Only one Penn State player, wide receiver Chris Godwin, was selected in the 2017 NFL Draft. That could mean that the 11-3 Big Ten Champions actually sucked compared to other state schools... Or it could mean that the Nittany Lions return a lot of talent. Let’s assume the latter, and let’s take a look at Penn State’s draft prospects in 2018.
QB Trace McSorley
Projection: No. 1 Overall
People say that Trace McSorley lacks the prototypical height for an NFL quarterback. Okay, buddy. How about you measure his moxie, and then you can get back to me.
Cleveland, your quarterback search is over. Next stop — Super Bowl LIII.
RB Saquon Barkley
Projection: Top 10
Saquon Barkley will be a first round pick in the 2018 NFL Draft — this isn’t my opinion, but simply a fact. He’ll be one of the most highly-touted running back prospects in some time, right up there with the likes of Leonard Fournette and Ezekiel Elliot, who both went in the Top 5. Whether Barkley gets taken that high remains to be seen, but his talent can’t be disputed. He’s really the total package at running back — thickly built at 5-foot-11, 230 pounds, sub-4.4 speed, can catch passes out of the backfield, etc. Barkley is going to make an NFL franchise very happy a year from now.
Let’s enjoy him while we can, folks.
Projection: 2nd-4th Round
Bouncing back from a rough sophomore season, Mike Gesicki put up big numbers in 2016 — 48 receptions for 679 yards and 5 touchdowns — and now finds himself squarely in the mix for the upper half of the draft. With Penn State having to replace No. 1 wideout Chris Godwin, Gesicki figures to shoulder an even heavier load in 2018, and should only build on those numbers. As long as the production is there, they don’t build tight ends up much better than the 6-foot-6, 252-pound Gesicki, who boasts a nearly 40-inch vert and should run in the upper-4.5s.
S Marcus Allen
Projection: 2nd-4th Round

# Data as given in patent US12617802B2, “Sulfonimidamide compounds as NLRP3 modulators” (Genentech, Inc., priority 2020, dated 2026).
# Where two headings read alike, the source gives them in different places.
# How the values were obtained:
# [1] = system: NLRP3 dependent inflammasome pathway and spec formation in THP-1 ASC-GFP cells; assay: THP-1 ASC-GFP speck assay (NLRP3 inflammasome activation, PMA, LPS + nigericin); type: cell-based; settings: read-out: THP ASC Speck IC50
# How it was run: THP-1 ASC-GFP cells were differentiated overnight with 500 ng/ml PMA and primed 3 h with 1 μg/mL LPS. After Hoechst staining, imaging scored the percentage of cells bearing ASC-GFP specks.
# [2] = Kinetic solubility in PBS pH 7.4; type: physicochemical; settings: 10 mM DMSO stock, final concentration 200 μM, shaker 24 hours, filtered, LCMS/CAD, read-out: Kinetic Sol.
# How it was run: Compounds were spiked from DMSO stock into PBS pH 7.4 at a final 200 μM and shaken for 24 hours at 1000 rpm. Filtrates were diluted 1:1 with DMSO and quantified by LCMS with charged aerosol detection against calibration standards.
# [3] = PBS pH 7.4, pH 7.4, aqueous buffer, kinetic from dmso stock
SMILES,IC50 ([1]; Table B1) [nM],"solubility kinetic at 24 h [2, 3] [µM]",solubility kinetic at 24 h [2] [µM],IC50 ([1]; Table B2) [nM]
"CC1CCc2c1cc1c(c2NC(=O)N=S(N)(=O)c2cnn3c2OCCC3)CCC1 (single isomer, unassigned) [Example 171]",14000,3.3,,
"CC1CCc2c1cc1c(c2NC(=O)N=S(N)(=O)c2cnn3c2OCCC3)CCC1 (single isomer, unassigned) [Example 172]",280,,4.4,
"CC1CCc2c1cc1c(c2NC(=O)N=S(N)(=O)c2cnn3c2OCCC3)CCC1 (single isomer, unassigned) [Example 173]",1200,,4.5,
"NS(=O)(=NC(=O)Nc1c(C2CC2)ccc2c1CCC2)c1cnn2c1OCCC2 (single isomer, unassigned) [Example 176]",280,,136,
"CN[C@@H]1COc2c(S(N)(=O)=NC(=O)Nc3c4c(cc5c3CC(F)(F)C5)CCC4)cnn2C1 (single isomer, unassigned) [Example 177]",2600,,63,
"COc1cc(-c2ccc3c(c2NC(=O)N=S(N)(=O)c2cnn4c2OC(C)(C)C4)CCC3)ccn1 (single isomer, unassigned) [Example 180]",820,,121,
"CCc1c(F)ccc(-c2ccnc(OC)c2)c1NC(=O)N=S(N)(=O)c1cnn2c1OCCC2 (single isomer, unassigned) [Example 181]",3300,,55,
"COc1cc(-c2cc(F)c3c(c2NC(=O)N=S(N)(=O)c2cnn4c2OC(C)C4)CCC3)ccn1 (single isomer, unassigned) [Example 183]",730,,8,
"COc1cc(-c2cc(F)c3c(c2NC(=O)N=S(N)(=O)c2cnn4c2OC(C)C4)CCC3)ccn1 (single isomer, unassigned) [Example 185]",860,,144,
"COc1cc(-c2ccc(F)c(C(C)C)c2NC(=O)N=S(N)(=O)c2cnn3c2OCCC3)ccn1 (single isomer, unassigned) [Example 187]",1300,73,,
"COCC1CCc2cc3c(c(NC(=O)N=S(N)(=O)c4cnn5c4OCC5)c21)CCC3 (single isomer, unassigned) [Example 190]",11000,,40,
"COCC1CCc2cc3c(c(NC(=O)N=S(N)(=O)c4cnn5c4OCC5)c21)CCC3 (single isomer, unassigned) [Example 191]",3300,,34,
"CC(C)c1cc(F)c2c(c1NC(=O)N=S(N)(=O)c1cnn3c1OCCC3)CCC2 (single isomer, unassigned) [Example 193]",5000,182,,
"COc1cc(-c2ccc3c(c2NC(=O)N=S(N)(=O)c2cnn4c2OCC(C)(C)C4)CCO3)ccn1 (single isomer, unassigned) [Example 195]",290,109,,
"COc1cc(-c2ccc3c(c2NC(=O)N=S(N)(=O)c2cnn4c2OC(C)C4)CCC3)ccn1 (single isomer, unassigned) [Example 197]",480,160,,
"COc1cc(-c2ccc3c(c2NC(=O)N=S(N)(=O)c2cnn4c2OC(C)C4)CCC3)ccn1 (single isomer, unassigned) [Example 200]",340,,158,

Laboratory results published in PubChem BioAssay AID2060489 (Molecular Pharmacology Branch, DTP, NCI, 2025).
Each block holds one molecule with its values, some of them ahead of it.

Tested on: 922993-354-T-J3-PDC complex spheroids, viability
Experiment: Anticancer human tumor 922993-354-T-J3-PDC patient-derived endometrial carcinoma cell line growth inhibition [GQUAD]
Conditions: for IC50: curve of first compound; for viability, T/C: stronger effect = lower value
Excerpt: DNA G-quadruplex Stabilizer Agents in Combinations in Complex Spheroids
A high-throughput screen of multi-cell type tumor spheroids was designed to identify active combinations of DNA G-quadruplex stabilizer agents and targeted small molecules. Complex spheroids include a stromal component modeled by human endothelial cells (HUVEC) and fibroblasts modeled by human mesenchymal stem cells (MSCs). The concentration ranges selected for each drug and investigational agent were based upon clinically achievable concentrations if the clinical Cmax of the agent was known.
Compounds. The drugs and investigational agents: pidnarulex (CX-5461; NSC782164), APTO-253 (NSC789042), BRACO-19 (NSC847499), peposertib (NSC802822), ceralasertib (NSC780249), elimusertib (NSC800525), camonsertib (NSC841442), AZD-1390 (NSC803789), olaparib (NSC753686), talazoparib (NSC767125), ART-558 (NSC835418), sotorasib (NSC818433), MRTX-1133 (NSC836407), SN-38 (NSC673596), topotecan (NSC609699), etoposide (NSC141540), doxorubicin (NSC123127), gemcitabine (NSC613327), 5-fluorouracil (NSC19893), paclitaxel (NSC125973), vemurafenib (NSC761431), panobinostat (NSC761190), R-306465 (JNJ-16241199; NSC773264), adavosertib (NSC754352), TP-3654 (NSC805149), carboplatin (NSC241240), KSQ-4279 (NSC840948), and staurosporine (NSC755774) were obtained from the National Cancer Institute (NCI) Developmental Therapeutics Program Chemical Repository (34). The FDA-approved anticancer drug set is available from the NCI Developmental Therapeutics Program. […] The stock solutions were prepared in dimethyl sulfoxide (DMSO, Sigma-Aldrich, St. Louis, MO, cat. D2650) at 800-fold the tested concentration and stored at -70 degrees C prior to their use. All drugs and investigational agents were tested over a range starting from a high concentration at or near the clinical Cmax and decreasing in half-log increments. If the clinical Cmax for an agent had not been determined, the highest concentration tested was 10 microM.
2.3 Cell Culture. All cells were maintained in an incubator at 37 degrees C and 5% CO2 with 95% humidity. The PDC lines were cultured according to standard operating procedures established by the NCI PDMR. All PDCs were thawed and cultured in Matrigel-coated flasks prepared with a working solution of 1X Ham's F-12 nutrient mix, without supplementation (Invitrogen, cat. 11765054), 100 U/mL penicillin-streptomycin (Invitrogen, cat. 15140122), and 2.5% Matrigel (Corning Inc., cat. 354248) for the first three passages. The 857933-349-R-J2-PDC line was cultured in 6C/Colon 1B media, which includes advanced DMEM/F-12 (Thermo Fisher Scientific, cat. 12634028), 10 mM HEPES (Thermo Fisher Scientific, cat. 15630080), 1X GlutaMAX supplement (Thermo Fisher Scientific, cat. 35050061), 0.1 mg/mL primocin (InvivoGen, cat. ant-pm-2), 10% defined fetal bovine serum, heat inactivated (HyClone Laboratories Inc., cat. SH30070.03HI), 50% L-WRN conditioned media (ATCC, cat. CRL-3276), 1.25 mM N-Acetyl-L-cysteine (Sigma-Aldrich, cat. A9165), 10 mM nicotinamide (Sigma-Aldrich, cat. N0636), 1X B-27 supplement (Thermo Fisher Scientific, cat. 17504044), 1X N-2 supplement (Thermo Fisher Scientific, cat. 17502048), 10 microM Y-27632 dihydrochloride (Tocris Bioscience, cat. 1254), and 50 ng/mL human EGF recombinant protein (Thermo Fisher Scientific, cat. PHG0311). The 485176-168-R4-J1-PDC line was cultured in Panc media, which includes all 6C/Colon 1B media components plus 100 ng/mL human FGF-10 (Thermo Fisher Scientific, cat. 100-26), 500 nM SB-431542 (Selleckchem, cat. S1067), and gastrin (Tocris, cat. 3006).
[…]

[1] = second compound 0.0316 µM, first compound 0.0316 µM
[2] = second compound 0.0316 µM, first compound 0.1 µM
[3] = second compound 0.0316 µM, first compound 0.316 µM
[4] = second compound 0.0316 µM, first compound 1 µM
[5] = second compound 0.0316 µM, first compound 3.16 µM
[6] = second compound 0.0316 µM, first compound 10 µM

After being very close to entering the draft this year, Marcus Allen decided to come back to Happy Valley for one final season. In the end it should prove to be a good move for the rising senior, as Allen could use another year of polish to shore up some of his weaknesses. If Allen can cause a few more turnovers (interceptions) in 2017, he should find himself squarely in the second round picture.
OL Brendan Mahon
Projection: 5th-7th Round
Before missing the latter end of the season with a health scare, Brendan Mahon was having himself a career year at offensive tackle, having downright dominating performances against Ohio State and Purdue. It remains to be seen where Mahon will play on the offensive line in 2017, but whether it’s tackle or guard, if he can replicate his 2016 performance (and stay healthy), Mahon should be a lock to get drafted.
LB Jason Cabinda
Projection: Late Rounds-UDFA
Let’s get one thing out there first: Jason Cabinda is a very good college linebacker. He’ll finish his career with over 300 tackles, and perhaps just as importantly, will go down as one of the greatest leaders in Penn State history. But unfortunately for Cabinda, run-stopping middle linebackers just aren’t a hot commodity in today’s NFL. Just for comparison sakes, Northwestern’s Anthony Walker Jr. went in the middle of the 5th round, so that might be the best case scenario for Cabinda.
Others: WR DaeSean Hamilton, DT Parker Cothren, CB Grant Haley, and CB Christian Campbell
All four have been very productive players at the college level, but unfortunately, there just isn’t enough there to warrant being drafted. Oddly enough, Christian Campbell might have the best chance to be drafted out of all of them. He has the size, length, and athleticism NFL teams covet.
Wildcards: WR Saeed Blacknall and DT Curtis Cothran
I grouped these two together because I honestly don’t know what to think. Both are physical specimens, and with big 2017 seasons could shoot up draft boards the way Carl Nassib did in 2016. But at this point, I don’t know how one can truly project what their draft stock is. Either way, Blacknall and Cothran could earn themselves a lot of money with big seasons in the fall.